Q: The manager has bemoaned the lack of a reserve league to keep his fringe players sharp. Do you agree?
A: “It’s strange how it’s all changed. It’s great for a young lad, but for first teamers it’s difficult because you can only have three overage lads playing in the Under-21s games. If you do need two or three games to get back up to speed you don’t have the opportunity. The rules are the rules though and you just have to go along with it.
Q: Tell us more about this team spirit that all the players keep talking about...
A: “There’s such a togetherness within the group. There’s not a single bad egg within the changing room, which is a bit of a novelty, you normally have someone who is moaning or bringing something which is not so good. The lads have been fantastic and we all support each other, no matter who is in the starting eleven.
“Obviously there are certain groups that get on better, you get that in any walk of life, but if I was to sit down at the table with any of those lads in the dressing room I could have a conversation and it wouldn’t be awkward. Everyone gets on.
“When we go out, we tend to do it as a group rather than people going off with their own mates. Luke Chambers tends to organise little social outings. There used to be a cinema group, a few of us play golf, we’ve been go-karting and paintballing.
“To be honest there isn’t a drinking group here, there normally is at clubs, but there’s not here at all – everyone is focussed on the football.
“Everyone has such good banter in and around the training ground. You can have a laugh when sometimes that’s not allowed at clubs.
“I think that’s a big factor in football. If everyone is enjoying it and getting on then you are going to perform at a much higher level than you are if there’s not a group togetherness.”
Q: Everyone seems prepared to do the hard work on the pitch that the manager demands...
A: “Yeah, everyone is prepared to work for each other. You always have the odd luxury player, but I don’t think we’ve got that here. David McGoldrick has scored a lot of our goals, but you can’t class him as a luxury player because he puts in a shift and works hard for the team.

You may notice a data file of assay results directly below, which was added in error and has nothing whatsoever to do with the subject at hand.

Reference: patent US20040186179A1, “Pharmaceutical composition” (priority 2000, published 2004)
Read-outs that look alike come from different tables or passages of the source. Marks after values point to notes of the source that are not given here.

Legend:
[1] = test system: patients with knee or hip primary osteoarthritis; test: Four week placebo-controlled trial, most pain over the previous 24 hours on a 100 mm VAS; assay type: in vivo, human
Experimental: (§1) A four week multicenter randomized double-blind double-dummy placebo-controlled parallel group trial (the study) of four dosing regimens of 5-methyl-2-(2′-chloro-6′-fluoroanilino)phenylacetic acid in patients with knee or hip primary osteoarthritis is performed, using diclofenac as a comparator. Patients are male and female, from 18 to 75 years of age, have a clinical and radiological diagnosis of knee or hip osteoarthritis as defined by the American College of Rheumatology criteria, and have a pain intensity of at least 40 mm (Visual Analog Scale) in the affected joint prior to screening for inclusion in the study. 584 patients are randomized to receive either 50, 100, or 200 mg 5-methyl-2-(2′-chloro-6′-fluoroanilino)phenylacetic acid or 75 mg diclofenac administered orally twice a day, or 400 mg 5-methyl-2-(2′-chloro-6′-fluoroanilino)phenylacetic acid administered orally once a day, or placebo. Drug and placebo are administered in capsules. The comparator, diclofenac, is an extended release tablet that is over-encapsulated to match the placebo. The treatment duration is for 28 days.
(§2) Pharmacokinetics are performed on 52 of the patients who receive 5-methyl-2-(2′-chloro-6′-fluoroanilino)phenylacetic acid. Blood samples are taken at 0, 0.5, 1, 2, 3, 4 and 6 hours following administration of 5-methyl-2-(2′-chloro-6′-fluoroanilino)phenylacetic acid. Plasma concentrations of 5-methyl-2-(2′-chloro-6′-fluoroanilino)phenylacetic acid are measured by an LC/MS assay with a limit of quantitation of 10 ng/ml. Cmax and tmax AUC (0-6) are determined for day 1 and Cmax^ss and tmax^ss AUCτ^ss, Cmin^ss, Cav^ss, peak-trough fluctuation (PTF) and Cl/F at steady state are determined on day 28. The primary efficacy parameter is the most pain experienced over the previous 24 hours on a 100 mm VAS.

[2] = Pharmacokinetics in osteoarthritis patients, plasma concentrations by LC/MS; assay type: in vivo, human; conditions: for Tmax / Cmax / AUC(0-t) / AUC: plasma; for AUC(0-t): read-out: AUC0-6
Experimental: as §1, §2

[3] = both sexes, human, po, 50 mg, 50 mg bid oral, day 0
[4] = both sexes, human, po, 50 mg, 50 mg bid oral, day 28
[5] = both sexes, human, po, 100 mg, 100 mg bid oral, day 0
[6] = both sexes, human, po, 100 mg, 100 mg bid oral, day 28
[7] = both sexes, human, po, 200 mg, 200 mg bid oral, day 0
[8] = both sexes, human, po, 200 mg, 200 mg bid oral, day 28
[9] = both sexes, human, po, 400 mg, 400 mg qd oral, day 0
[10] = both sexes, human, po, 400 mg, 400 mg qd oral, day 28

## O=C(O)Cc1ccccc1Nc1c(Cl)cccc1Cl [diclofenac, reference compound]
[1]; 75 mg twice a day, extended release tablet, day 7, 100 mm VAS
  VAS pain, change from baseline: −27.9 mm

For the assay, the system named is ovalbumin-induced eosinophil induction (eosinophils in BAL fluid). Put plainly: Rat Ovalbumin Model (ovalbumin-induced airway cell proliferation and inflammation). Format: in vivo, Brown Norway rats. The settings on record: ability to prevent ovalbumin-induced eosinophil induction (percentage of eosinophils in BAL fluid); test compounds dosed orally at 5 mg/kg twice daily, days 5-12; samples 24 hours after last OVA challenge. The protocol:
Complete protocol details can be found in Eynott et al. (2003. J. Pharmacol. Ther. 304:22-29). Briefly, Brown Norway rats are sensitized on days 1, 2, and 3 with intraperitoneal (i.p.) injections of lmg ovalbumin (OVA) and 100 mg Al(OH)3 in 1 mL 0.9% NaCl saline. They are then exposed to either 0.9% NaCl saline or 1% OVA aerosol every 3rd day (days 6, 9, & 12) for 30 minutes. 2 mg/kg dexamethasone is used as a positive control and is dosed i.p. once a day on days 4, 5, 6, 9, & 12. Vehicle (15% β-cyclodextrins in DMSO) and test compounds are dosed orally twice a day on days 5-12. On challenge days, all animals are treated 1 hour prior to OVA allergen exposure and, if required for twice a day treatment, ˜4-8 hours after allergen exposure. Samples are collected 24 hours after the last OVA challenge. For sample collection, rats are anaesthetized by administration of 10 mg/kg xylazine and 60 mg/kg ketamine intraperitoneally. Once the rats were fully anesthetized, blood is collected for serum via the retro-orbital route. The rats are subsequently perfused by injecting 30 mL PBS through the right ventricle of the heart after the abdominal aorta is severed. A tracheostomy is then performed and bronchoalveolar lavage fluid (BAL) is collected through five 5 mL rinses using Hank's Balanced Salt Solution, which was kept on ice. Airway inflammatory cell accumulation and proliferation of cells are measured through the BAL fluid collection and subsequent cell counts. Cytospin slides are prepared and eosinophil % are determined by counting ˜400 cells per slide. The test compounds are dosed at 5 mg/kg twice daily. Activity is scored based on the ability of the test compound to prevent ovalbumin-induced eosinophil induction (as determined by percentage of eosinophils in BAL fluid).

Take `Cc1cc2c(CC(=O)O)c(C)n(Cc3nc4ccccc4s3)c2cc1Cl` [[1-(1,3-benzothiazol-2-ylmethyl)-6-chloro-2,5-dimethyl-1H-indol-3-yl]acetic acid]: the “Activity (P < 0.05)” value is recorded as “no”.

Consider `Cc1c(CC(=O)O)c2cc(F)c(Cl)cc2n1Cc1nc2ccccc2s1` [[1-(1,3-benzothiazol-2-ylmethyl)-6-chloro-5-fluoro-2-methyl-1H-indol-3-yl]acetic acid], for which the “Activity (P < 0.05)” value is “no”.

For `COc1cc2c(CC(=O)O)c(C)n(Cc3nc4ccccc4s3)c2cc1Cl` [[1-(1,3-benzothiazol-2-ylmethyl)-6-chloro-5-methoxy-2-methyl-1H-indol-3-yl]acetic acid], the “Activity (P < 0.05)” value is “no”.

“You look at the top teams. People talk about Barcelona and how fantastic they are going forwards, but they are probably the best team in the world at working hard off the ball. That’s why they are successful.”
Q: Is it fair to say that there might be six teams with more quality individuals, but not with better team spirit and organisation?
A: “I think that’s harsh. We have lots of individuals who have great ability. We have (Cole) Skuse, who is one of the best technical players I’ve seen at this level, (David) McGoldrick can make something happen out of nothing. We’ve got a back four that are prepared to fight for us. You don’t want your back four bringing the ball down and doing tricks.
“We’ve got a great squad and I think it would be harsh to comment on a lack of ability. I think we do have ability.
“We’ve got no reason to doubt ourselves in any way whatsoever. We believe that we are good enough.”
Q: Can Ipswich Town finish in the top six?
A: “I think the fans can appreciate we’ve come a long way from what it’s been in the last few seasons here. At the start of the season we played it down a bit and talked about consolidating, but we always said within the squad that we were aiming for the top six and we still believe we can do that.”